Proving once again that your college sucked and everyone everywhere is having more fun than you, the University of Virginia is offering “a four week, discussion-based seminar” course this summer based on the Game of Thrones books and TV series. From UVAToday:
“One of the goals behind this class was to teach students how the skills that we use to study literature are very useful skills for reading literature and TV in conjunction,” Woolfork, an associate professor of English, said. “Game of Thrones is popular, it’s interesting, but it’s also very serious. There are a lot of things in the series that are very weighty, and very meaningful, and can be illuminated through the skills of literary analysis.” […]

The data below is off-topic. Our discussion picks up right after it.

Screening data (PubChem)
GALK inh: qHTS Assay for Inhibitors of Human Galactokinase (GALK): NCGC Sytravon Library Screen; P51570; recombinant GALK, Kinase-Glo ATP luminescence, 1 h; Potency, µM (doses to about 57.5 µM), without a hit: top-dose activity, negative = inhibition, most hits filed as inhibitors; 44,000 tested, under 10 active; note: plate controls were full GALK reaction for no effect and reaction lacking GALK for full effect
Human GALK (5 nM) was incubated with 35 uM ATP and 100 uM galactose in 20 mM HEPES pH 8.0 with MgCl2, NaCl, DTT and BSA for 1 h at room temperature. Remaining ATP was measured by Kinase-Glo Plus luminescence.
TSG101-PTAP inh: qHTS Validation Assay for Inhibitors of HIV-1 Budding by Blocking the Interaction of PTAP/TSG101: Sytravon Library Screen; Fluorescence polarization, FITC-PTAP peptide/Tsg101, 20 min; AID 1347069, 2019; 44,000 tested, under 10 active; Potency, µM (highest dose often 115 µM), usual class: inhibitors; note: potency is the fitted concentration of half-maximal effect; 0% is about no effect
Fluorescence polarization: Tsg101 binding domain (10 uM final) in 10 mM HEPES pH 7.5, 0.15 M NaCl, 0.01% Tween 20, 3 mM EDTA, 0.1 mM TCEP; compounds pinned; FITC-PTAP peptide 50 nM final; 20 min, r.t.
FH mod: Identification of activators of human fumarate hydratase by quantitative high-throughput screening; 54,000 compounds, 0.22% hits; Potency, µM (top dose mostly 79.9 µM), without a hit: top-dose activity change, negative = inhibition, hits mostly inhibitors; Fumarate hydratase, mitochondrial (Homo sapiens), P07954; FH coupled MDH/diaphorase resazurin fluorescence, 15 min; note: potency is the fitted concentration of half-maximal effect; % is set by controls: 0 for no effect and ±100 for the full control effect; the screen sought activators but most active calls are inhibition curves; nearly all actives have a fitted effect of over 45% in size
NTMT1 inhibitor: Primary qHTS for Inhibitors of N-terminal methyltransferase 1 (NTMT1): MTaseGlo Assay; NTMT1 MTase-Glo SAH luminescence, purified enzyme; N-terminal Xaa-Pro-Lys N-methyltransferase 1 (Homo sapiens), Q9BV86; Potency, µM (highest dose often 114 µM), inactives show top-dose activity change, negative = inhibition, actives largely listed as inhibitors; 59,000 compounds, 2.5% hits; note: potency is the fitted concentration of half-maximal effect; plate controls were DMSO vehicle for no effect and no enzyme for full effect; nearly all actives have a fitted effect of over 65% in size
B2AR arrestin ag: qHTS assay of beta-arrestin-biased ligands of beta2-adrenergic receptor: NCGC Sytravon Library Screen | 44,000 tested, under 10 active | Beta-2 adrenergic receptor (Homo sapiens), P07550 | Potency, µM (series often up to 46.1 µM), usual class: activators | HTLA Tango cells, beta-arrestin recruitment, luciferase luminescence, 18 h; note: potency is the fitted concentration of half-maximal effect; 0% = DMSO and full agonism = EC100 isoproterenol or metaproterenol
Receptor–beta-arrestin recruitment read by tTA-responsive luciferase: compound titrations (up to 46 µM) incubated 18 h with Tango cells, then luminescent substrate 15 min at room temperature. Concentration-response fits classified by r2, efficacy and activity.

One of the most poignant aspects of the series is its capability to reflect the human condition. In a recent class, students discussed “The Red Wedding,” an event consisting of the shocking and gruesome killings of one of the series’ main families, characters that seemed crucial to the series.
But Martin places a greater focus on the aftermath of the violence; after major deaths, the books and the seasons don’t end, as many other series would. One of the greatest lessons of Game of Thrones, the class argues, is how life goes on after death.
The class is being offered for English credit, but I’ve got to believe you can talk your adviser into counting it as religion, too. I mean, there are some very important theological questions being asked here. Has to be worth something.